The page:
by Lucas Fink
The opening minute of “Baby I’m Bleeding”, the fifth track off of experimental hip-hop artist JPEGMAFIA’s sophomore album Veteran, assails the listener with a sampled fragment of a digitized female voice. The sample is nightmarish and mind-numbing, conjuring images of a malfunctioning Siri or Alexa whose mindless, incoherent techno-babble pours forth ceaselessly, even as one powers off the iPhone or pulls the plug. It is under and against this smothering robotic vomit that a human voice emerges, first as groans of exhausted frustration and soon crescendoing to screams of impotent rage: “FUCK!”. The source of these cries is someone tired, someone psychically fractured and spiritually bruised such that powerless expressions of anger become gasps for air, become the only means of moral preservation and safeguards of one’s sanity against the nameless thing: the kafkaesque horror of technocratic late-capitalism. The first “FUCK!” is followed by a second, more emphatic “FUCK!”; both of them are the FUCK’s of the generations brought up in this desolate cultural wasteland; they are the FUCK’s of postmodernity; they are the voice of our age.
At the heart of every JPEGMAFIA song is this tension between the authentic/organic and the inauthentic/unnatural, the individual yearning for freedom and fulfillment amidst an atomized digital hellscape and the all-absorbing, amorphous, unnameable power producing this hellscape. This conflict, which plays out more explicitly in Veteran (look no further than “Baby I’m Bleeding”), takes on a new, somewhat subtler form in the artist’s latest project All My Heroes Are Cornballs. Here, JPEGMAFIA often cynically assumes the voice of the inauthentic/unnatural, a tactic beautifully exemplified by the chorus of “Jesus Forgive Me, I Am A Thot”. In the verses, Peggy oppositionally addresses the inauthentic directly as a personified character whom he later becomes in the chorus; this character is the cultural phenomenon of the “Instagram Thot”.
Is there a more beautiful embodiment of self-commodification and digital exhibitionism than the Instagram Thot? I should be clear that, in using that term, I refer to anyone of any gender who could be said to enthusiastically engage in the construction of a digital image of oneself. I should point out too that it is not possible to have an Instagram account without engaging in public performance; that is the fundamental purpose of the medium. However, there are those who embrace the medium more thoroughly and, by extension, embrace the creation of an idealized simulation of a person who doesn’t really exist. I must also point out that one should not describe Instagram Thots as having had some moral failure; the medium is deliberately structured to heavily incentivize Thot behavior.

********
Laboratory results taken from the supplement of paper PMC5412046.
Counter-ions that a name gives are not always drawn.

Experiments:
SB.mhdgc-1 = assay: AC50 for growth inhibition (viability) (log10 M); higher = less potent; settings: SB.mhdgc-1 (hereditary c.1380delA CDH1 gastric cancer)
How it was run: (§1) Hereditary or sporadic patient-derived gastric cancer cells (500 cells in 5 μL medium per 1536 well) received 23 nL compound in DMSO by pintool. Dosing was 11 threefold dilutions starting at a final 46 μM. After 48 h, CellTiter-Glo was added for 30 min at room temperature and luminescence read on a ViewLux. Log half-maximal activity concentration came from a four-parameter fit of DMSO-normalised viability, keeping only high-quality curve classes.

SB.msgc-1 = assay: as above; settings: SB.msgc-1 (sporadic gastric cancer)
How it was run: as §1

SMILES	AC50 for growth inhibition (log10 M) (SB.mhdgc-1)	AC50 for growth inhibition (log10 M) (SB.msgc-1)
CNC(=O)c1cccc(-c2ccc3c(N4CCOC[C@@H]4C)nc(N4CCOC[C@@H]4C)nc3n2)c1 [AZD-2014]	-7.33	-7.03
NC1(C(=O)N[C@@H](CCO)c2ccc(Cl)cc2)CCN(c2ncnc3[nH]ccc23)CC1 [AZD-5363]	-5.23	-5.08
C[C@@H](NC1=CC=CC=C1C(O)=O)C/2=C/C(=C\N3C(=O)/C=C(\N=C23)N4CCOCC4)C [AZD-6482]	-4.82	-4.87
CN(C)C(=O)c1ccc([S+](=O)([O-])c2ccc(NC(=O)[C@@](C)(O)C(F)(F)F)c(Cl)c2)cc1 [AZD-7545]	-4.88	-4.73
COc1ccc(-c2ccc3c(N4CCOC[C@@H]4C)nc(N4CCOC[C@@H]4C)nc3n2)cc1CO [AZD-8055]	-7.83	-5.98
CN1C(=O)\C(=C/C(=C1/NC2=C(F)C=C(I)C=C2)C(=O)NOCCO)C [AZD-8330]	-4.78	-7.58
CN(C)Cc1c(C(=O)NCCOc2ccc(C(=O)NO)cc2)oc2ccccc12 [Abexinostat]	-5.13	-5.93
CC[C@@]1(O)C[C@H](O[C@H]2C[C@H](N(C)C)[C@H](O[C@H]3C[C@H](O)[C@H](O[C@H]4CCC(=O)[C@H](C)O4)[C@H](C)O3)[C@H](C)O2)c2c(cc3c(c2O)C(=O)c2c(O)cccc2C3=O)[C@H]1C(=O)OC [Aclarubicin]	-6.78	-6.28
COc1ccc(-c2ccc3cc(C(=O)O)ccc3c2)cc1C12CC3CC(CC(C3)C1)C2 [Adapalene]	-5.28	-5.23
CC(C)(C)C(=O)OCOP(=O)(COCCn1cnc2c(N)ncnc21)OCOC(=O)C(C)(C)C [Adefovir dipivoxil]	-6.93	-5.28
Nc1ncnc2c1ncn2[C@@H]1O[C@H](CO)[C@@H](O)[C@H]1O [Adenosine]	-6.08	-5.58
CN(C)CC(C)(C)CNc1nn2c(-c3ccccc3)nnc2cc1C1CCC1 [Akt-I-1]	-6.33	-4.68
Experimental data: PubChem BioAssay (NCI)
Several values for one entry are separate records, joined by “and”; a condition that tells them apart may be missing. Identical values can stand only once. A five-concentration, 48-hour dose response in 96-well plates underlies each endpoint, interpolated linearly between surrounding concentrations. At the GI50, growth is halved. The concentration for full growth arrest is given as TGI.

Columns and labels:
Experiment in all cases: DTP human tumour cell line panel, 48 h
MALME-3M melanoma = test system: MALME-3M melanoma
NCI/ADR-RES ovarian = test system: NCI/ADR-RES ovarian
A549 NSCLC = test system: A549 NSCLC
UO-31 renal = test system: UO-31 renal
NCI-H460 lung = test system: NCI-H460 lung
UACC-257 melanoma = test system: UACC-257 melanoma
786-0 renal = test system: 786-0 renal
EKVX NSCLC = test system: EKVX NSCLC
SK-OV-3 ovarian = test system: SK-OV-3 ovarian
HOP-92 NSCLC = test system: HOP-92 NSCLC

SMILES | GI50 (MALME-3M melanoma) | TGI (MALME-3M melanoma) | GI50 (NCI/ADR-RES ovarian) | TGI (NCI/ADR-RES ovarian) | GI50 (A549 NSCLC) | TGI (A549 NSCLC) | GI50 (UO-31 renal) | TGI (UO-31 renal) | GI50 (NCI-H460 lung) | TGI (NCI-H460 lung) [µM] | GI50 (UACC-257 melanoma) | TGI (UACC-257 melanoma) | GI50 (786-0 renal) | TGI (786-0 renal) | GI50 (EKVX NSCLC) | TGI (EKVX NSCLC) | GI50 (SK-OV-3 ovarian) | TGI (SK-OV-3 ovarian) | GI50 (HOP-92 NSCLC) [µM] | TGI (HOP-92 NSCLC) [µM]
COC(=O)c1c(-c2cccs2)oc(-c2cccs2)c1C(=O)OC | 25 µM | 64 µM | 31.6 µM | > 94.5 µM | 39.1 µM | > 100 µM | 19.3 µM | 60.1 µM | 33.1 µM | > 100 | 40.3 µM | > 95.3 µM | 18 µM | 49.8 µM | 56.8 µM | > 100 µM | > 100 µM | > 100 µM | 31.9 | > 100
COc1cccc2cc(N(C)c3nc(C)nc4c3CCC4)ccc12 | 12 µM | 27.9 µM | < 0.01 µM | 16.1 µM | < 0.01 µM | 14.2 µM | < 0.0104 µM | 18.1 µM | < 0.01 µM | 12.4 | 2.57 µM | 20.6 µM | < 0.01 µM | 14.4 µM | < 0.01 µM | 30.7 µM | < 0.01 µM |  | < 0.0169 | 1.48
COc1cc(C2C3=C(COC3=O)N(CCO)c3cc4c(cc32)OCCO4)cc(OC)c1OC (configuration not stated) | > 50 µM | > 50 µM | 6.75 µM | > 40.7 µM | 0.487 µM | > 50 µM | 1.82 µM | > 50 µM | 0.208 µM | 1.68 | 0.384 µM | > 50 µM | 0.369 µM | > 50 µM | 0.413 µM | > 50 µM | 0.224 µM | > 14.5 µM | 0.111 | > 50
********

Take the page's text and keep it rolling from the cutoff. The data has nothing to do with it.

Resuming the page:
It is no surprise, then, that JPEGMAFIA chooses as his personified representation of the inauthentic, unnatural, impersonal forces of techno-capital one of the foremost victims of such forces: the Instagram Thot. Instead of raging against the unnameable thing as in “Baby I’m Bleeding”, he plays the role of the individual who is made to internalize and perpetuate it. He offers a performance of one who performs.
Though Peggy assuming the identity of a hyperreal digital phantom could be read as a cynical comedic contrivance, which is a justified position to take, I would argue comedy is only a small fraction how this mechanic actually operates. When honestly listened to, the high-pitched auto-tuned wails cease to register as merely bitter and sarcastic, instead taking on a much more melancholic tone, one of deeply sad hopelessness. Again, JPEG is not fighting anymore, for he has become; he is now a part of, not apart from. Though he resents his condemnation to the “within”, his only means of expressing this resentment are mournful howls in internet-speak. There is nothing that can be said that is truly “without”, that is actually subversive and disruptive. In fact, things intended to be subversive and disruptive just enable further cultural homogenization and, hence, hegemonization, as we are now inside a system of perfect absorption, of endless recuperation. When faced with such a system, acts of “resistance” just end up expanding the field of ideological domination. Screams and FUCK’s mean nothing anymore; they are subject to the same cycle of appropriation and commodification to which every other cultural artifact is.
The album opens with a candid recognition of this predicament, of “being trapped”, as communicated by the first track’s title “Jesus Forgive Me, I Am A Thot”. However, as the project progresses, the tone shifts from a sad futility to a sad, yet contented, acceptance, embodied by tracks like “Free the Frail”, whose chorus features despondent admissions of Peggy’s powerlessness: “This shit is out of my hands”. And, in the stunning final minute of “Post Verified Lifestyle”, the beat and Peggy’s raspy, moaning vocals abruptly drop away as a beautifully sampled segment of Taylor Swift’s “Delicate” floats faintly over a bed of lush, quiet synths and tentative electronic pan-flutes; amongst this soft, ethereal harmony, a Playstation loading-screen sound effect arises, not as an interruption but as a gift extended to us by this dreamy, contemplative soundscape. It is as if whatever creative force behind what we’ve been listening to has finally found peace. This incarnation of JPEGMAFIA has no mouth, and no longer must he scream. Together, we reach contentment: existing as formless digital phantasms, wafting serenely through a realm of hollow simulacra, grieving no more the land left behind.